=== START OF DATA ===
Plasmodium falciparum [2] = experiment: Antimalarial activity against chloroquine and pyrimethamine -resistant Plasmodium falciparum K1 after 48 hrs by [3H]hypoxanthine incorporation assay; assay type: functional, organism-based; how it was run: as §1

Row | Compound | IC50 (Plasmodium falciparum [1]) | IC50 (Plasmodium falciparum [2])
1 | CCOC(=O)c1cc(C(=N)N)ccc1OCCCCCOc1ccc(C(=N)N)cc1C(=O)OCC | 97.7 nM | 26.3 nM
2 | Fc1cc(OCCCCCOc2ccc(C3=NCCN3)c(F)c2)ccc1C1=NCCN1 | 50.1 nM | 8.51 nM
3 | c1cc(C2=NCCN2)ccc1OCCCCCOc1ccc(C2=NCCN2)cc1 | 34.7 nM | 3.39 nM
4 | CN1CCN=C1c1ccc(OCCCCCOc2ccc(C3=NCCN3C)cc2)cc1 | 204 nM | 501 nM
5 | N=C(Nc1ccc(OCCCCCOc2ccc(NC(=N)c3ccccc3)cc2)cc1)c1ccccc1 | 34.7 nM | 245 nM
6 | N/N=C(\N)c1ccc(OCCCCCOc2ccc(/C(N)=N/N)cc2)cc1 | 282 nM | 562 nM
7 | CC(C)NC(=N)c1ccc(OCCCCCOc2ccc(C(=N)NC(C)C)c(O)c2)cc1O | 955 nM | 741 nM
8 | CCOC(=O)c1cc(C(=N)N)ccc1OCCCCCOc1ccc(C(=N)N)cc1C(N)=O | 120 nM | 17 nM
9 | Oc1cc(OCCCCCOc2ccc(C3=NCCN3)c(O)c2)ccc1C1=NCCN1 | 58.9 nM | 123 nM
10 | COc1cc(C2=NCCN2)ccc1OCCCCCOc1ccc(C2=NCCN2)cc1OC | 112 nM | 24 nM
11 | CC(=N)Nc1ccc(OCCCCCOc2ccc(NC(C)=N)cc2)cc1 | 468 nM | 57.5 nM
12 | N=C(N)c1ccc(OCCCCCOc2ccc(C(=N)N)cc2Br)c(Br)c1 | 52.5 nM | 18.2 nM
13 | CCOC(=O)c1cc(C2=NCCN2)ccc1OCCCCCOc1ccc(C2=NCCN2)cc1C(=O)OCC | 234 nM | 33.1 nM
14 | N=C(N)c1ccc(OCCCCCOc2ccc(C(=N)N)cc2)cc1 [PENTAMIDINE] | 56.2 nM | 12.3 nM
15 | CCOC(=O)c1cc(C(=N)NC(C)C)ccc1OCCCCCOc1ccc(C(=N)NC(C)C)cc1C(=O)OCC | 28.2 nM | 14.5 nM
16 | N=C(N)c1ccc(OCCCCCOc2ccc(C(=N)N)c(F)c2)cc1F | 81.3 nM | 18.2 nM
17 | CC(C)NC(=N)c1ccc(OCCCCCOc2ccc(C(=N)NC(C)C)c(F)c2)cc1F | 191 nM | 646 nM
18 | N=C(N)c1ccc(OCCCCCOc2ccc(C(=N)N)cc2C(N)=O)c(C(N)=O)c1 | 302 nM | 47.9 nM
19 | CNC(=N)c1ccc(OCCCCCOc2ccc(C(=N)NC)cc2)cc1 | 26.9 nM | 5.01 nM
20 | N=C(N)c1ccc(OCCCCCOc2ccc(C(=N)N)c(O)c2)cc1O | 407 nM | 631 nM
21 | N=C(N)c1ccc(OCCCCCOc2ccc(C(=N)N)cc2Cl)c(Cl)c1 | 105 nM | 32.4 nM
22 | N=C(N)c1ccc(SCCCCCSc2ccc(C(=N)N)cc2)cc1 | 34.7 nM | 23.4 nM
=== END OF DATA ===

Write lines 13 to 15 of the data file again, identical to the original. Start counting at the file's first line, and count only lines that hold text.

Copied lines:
11 | CC(=N)Nc1ccc(OCCCCCOc2ccc(NC(C)=N)cc2)cc1 | 468 nM | 57.5 nM
12 | N=C(N)c1ccc(OCCCCCOc2ccc(C(=N)N)cc2Br)c(Br)c1 | 52.5 nM | 18.2 nM
13 | CCOC(=O)c1cc(C2=NCCN2)ccc1OCCCCCOc1ccc(C2=NCCN2)cc1C(=O)OCC | 234 nM | 33.1 nM